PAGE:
BLACKSBURG, Va. (AP) — Kelly Bryant left Virginia Tech defenders grasping at air, laying on the ground and wondering how they'd missed him. And they missed him plenty, and No. 2 Clemson has three victories against Top 25 programs engineered by its new quarterback.
BLACKSBURG, Va. (AP) — Kelly Bryant left Virginia Tech defenders grasping at air, laying on the ground and wondering how they'd missed him.
And they missed him plenty, and No. 2 Clemson has three victories against Top 25 programs engineered by its new quarterback.
"When we got here, I could sense the energy and the excitement," Bryant said. "The coaches did a great job of preparing us."
Making just his fifth start, the junior ran for 94 yards, hit Tavien Feaster with a pass the speedy running back took 60 yards for a score and avoided mistakes as the Tigers beat the No. 12 Hokies 31-17 in a game that the Tigers had control of seemingly throughout.
He also might have reminded some of Deshaun Watson when he kept alive a scoring drive after scrambling left on a play that started at the 5, dodging three Hokies, shaking free from an ankle tackle and eventually turning back upfield at the 23. He zig-zagged back to the 4.
"I just have a never quit attitude," Bryant said. "The guy tackled me by I just kept my legs going and saw the lane and tried to hit it."
Hokies defensive coordinator Bud Foster was more impressed by the player than the plays his guys missed.
"What a dynamic kid," Foster said. "We couldn't get him on the ground."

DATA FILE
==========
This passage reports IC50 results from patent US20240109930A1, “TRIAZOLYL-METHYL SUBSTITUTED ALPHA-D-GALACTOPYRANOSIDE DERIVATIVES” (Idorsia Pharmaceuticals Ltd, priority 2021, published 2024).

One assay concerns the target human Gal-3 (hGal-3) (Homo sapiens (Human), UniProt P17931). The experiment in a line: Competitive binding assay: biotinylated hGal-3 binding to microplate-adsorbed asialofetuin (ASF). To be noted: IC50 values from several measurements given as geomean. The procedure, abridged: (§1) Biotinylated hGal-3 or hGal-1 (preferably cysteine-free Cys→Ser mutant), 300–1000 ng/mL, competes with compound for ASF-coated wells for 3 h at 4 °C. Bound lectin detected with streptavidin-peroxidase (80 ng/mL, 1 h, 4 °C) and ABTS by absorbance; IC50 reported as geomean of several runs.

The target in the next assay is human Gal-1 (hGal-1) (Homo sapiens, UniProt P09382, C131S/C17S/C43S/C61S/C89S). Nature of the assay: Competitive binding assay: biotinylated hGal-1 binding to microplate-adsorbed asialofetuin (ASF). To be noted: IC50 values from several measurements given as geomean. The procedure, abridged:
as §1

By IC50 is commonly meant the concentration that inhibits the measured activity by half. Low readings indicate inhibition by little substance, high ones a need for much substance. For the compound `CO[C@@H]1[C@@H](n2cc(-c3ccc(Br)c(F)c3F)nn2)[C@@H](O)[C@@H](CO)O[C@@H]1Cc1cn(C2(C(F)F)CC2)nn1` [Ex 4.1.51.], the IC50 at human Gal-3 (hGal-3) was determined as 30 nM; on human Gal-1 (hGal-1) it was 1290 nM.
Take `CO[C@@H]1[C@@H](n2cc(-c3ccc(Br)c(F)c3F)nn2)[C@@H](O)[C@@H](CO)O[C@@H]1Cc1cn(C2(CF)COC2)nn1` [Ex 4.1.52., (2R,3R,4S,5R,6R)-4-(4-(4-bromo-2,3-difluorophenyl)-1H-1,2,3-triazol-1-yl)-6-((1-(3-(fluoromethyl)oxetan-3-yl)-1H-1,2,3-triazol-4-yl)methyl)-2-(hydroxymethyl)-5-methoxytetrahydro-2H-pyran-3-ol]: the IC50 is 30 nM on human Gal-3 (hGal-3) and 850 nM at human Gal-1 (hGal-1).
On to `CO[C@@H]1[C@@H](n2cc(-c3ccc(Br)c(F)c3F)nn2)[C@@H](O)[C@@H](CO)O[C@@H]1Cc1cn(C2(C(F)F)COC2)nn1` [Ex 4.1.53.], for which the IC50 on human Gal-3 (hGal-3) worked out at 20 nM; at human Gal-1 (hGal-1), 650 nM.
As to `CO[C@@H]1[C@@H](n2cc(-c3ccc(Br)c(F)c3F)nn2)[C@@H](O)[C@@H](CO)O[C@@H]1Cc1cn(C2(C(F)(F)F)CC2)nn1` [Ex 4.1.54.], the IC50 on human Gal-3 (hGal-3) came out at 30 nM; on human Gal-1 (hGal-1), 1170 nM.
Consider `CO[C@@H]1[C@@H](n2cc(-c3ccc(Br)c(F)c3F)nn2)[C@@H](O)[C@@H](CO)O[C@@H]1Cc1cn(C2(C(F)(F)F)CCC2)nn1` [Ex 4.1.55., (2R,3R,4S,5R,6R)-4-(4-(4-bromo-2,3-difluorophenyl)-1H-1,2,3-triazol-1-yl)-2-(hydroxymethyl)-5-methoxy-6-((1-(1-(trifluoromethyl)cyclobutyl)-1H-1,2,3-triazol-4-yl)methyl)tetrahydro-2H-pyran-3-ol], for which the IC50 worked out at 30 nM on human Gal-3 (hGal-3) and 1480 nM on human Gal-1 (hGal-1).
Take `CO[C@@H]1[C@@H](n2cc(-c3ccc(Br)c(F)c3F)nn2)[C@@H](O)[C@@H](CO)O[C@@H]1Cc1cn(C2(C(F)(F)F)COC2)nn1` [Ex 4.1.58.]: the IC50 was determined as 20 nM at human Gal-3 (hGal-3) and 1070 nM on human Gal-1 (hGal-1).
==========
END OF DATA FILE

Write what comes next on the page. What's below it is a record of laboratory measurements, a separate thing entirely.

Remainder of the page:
Added Tigers coach Dabo Swinney: "He decided to run 50 yards in a box. Unbelievable."
The defending national champion Tigers (5-0, 3-0 Atlantic Coast Conference) have also beaten No. 13 Auburn 14-6 and No. 17 Louisville 47-21 . This triumph was their 12th in a row on the road, and fifth in a row against Virginia Tech, including the 2016 ACC championship.
Virginia Tech (4-1, 0-1) never mustered much offense and got its only touchdown after Isaiah Simmons made an ankle tackle on Greg Stroman's 43-yard punt return to the Tigers 2. Sean Savoy ran it on the next play, but the Hokies had just 234 yards through three quarters.
"We knew the sledding was going to be difficult no matter what they lined up in," Fuente said.
Feaster and C.J. Fuller also scored on 1-yard runs for the Tigers, and Dorian O'Daniel returned an interception 22 yards for a TD.
Virginia Tech's Josh Jackson threw two interceptions after throwing 11 touchdown passes and just one interception through four games. He accounted for the final score with a 30-yard pass to Savoy with 1:32 remaining.
Clemson: The Tigers' defensive front was as stellar as Fuente said it would be, giving Jackson little time to throw and seeming to close running lanes easily. Despite some nicks in the secondary, the Clemson defensive backfield also ran step-for-step on many long passing attempts by Jackson, especially when the outcome was still up in the air. "They played us differently than they've played before," Fuente said, speaking especially about the Tigers' defensive line. "They're usually a very aggressive, attacking defense. They did not do that today."
Virginia Tech: Despite playing the Tigers close in last year's ACC championship, losing 42-35 when they threw an interception from the 23 late in the game, the Hokies didn't appear quite ready for an opponent that has played in two straight national championship games. Their offensive line got very little push and the Tigers didn't allow the Hokies' to get much productivity from their favored short passing game.
Hokies leading receiver Cam Phillips caught seven passes for 74 yards and came away most impressed with the Tigers.
"They may be the best team in the country. They've got athletes everywhere, a great defensive coordinator," he said, speaking of Brent Venable, winner of the Broyles Award as the best assistant in the college game last year. "They did their homework and those guys were in the right spots and they made plays, which is what good teams do."
Clemson is at home against Wake Forest.
Virginia Tech heads out on the road against Boston College.
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